Because data needs to be interpreted and analyzed, it is quite possible — indeed, very probable — that it will be interpreted incorrectly. When this leads to erroneous conclusions, it is said that the data are misleading. Often this is the result of incomplete data or a lack of context. For example, your investment in a mutual fund may be up by 5% and you may conclude that the fund managers are doing a great job. However, this could be misleading if the major stock market indices are up by 12%. In this case, the fund has underperformed the market significantly.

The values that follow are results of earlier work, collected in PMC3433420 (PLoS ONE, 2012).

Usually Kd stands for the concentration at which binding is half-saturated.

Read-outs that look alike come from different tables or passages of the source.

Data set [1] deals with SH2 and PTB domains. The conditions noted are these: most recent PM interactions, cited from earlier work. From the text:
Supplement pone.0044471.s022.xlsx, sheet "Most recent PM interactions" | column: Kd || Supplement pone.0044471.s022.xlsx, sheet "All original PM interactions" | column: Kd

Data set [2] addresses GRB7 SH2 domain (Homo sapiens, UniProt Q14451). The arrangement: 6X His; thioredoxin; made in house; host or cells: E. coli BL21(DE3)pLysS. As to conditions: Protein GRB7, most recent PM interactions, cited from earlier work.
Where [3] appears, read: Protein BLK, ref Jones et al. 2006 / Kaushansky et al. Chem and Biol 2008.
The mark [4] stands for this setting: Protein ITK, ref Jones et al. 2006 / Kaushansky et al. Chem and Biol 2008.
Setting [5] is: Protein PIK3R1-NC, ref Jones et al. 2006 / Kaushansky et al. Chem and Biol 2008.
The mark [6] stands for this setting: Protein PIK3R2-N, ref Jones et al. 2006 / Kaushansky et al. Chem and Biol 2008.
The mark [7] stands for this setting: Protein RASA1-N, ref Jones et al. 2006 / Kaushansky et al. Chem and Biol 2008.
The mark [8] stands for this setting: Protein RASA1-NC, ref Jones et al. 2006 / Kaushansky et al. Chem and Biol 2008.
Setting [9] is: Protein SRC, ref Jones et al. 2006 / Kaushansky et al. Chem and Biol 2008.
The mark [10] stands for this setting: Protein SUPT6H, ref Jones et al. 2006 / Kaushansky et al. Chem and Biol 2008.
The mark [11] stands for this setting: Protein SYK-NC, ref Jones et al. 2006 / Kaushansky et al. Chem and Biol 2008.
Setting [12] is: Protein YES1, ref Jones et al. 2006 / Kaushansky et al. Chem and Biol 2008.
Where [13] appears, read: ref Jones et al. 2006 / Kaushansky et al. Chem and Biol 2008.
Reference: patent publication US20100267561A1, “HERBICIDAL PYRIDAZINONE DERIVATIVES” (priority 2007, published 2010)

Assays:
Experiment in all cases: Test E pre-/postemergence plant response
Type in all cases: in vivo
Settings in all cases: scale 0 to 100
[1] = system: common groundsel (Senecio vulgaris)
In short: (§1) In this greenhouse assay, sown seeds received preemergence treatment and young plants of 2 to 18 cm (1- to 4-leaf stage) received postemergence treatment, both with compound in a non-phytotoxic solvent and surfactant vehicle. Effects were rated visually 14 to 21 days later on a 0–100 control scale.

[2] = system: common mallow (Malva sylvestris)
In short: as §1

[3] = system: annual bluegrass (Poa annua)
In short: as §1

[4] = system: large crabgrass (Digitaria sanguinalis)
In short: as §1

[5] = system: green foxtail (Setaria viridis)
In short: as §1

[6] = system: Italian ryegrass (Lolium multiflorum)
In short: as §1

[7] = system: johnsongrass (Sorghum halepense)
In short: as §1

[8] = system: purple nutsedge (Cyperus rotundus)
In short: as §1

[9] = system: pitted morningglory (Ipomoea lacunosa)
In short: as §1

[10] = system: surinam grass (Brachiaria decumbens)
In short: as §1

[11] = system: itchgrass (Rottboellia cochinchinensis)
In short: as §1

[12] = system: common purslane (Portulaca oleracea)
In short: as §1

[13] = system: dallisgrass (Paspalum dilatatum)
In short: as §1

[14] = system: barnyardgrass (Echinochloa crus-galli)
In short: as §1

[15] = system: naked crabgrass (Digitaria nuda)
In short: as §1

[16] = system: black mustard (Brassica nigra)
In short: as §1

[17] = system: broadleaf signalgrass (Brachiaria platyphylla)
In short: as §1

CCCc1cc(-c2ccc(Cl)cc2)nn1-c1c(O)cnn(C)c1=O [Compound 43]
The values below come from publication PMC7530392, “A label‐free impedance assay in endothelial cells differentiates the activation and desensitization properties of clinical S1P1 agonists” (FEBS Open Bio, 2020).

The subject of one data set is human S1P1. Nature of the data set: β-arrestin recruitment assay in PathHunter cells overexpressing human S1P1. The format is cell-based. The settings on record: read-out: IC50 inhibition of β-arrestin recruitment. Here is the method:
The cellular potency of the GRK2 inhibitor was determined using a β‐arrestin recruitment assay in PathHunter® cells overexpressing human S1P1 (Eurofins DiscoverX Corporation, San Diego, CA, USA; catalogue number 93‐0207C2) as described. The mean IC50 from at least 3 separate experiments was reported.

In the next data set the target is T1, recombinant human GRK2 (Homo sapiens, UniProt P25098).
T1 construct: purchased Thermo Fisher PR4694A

Wisdom ... wisdom is an extrapolative and non-deterministic, non-probabilistic process. It calls upon all the previous levels of consciousness, and specifically upon special types of human programming (moral, ethical codes, etc.). It beckons to give us understanding about which there has previously been no understanding, and in doing so, goes far beyond understanding itself. It is the essence of philosophical probing. Unlike the previous four levels, it asks questions to which there is no (easily-achievable) answer, and in some cases, to which there can be no humanly-known answer period. Wisdom is therefore, the process by which we also discern, or judge, between right and wrong, good and bad. I personally believe that computers do not have, and will never have the ability to posses wisdom. Wisdom is a uniquely human state, or as I see it, wisdom requires one to have a soul, for it resides as much in the heart as in the mind. And a soul is something machines will never possess (or perhaps I should reword that to say, a soul is something that, in general, will never possess a machine).